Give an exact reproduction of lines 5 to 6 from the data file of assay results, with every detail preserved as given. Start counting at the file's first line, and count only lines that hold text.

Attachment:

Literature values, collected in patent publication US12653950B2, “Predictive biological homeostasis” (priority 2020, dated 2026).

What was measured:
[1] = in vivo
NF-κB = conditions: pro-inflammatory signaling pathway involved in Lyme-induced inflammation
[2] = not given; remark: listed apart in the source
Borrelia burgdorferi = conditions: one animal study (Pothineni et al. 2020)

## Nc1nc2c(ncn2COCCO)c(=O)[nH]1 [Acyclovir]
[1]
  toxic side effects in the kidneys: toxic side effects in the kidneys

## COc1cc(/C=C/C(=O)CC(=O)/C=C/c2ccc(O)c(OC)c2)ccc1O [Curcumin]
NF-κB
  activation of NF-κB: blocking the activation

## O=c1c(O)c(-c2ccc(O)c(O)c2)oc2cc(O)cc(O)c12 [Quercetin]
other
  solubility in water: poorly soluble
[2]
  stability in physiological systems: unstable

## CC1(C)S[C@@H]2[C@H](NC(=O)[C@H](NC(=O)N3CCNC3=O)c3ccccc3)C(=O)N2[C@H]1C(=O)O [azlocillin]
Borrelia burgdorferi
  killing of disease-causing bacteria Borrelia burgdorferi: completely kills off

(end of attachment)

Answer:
[2] = not given; remark: listed apart in the source
Borrelia burgdorferi = conditions: one animal study (Pothineni et al. 2020)